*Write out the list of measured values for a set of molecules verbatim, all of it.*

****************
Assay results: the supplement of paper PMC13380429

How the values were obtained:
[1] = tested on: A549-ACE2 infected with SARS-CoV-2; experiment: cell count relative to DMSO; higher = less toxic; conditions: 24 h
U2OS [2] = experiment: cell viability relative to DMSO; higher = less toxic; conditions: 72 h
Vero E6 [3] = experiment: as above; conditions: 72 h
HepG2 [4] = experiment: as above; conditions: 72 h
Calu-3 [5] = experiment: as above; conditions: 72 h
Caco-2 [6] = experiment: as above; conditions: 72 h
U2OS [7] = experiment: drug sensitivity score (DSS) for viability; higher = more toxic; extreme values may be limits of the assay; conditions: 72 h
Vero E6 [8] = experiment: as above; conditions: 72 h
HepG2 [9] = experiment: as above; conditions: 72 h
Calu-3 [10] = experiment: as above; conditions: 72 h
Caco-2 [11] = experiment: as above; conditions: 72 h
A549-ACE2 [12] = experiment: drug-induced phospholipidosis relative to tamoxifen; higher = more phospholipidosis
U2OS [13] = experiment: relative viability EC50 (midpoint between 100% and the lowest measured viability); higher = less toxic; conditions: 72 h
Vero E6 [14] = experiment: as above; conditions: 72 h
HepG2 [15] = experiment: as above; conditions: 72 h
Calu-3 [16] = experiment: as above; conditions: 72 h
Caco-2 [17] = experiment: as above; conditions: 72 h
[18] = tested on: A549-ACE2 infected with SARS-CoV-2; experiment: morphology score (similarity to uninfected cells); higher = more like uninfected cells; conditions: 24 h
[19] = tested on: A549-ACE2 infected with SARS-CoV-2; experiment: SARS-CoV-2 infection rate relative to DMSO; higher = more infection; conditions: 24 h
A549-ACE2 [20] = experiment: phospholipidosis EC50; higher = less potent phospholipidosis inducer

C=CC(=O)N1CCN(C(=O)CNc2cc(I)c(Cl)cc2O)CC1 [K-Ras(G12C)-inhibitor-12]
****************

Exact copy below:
Assay results: the supplement of paper PMC13380429

How the values were obtained:
[1] = tested on: A549-ACE2 infected with SARS-CoV-2; experiment: cell count relative to DMSO; higher = less toxic; conditions: 24 h
U2OS [2] = experiment: cell viability relative to DMSO; higher = less toxic; conditions: 72 h
Vero E6 [3] = experiment: as above; conditions: 72 h
HepG2 [4] = experiment: as above; conditions: 72 h
Calu-3 [5] = experiment: as above; conditions: 72 h
Caco-2 [6] = experiment: as above; conditions: 72 h
U2OS [7] = experiment: drug sensitivity score (DSS) for viability; higher = more toxic; extreme values may be limits of the assay; conditions: 72 h
Vero E6 [8] = experiment: as above; conditions: 72 h
HepG2 [9] = experiment: as above; conditions: 72 h
Calu-3 [10] = experiment: as above; conditions: 72 h
Caco-2 [11] = experiment: as above; conditions: 72 h
A549-ACE2 [12] = experiment: drug-induced phospholipidosis relative to tamoxifen; higher = more phospholipidosis
U2OS [13] = experiment: relative viability EC50 (midpoint between 100% and the lowest measured viability); higher = less toxic; conditions: 72 h
Vero E6 [14] = experiment: as above; conditions: 72 h
HepG2 [15] = experiment: as above; conditions: 72 h
Calu-3 [16] = experiment: as above; conditions: 72 h
Caco-2 [17] = experiment: as above; conditions: 72 h
[18] = tested on: A549-ACE2 infected with SARS-CoV-2; experiment: morphology score (similarity to uninfected cells); higher = more like uninfected cells; conditions: 24 h
[19] = tested on: A549-ACE2 infected with SARS-CoV-2; experiment: SARS-CoV-2 infection rate relative to DMSO; higher = more infection; conditions: 24 h
A549-ACE2 [20] = experiment: phospholipidosis EC50; higher = less potent phospholipidosis inducer

C=CC(=O)N1CCN(C(=O)CNc2cc(I)c(Cl)cc2O)CC1 [K-Ras(G12C)-inhibitor-12]